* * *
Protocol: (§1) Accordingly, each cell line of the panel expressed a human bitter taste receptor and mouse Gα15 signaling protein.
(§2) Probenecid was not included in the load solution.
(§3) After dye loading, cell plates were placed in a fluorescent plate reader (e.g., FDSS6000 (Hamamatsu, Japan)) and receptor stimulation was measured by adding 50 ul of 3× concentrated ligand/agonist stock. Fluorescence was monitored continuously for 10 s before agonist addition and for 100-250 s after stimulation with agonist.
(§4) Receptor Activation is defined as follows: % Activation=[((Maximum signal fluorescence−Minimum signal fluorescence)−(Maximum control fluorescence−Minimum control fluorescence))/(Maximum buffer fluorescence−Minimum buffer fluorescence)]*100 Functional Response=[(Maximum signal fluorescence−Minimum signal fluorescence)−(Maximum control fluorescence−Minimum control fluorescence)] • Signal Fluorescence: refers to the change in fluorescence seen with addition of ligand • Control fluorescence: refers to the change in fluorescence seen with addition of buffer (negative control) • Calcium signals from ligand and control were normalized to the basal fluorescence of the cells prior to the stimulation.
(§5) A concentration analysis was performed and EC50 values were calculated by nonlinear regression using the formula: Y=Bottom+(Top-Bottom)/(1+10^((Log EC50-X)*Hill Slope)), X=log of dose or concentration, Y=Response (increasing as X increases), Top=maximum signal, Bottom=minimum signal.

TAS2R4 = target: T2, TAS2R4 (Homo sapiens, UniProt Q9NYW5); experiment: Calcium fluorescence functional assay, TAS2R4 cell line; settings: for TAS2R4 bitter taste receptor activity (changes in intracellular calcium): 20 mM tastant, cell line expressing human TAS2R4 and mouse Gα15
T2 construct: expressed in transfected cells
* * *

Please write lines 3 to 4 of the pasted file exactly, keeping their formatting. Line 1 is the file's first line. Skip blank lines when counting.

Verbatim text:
(§3) After dye loading, cell plates were placed in a fluorescent plate reader (e.g., FDSS6000 (Hamamatsu, Japan)) and receptor stimulation was measured by adding 50 ul of 3× concentrated ligand/agonist stock. Fluorescence was monitored continuously for 10 s before agonist addition and for 100-250 s after stimulation with agonist.
(§4) Receptor Activation is defined as follows: % Activation=[((Maximum signal fluorescence−Minimum signal fluorescence)−(Maximum control fluorescence−Minimum control fluorescence))/(Maximum buffer fluorescence−Minimum buffer fluorescence)]*100 Functional Response=[(Maximum signal fluorescence−Minimum signal fluorescence)−(Maximum control fluorescence−Minimum control fluorescence)] • Signal Fluorescence: refers to the change in fluorescence seen with addition of ligand • Control fluorescence: refers to the change in fluorescence seen with addition of buffer (negative control) • Calcium signals from ligand and control were normalized to the basal fluorescence of the cells prior to the stimulation.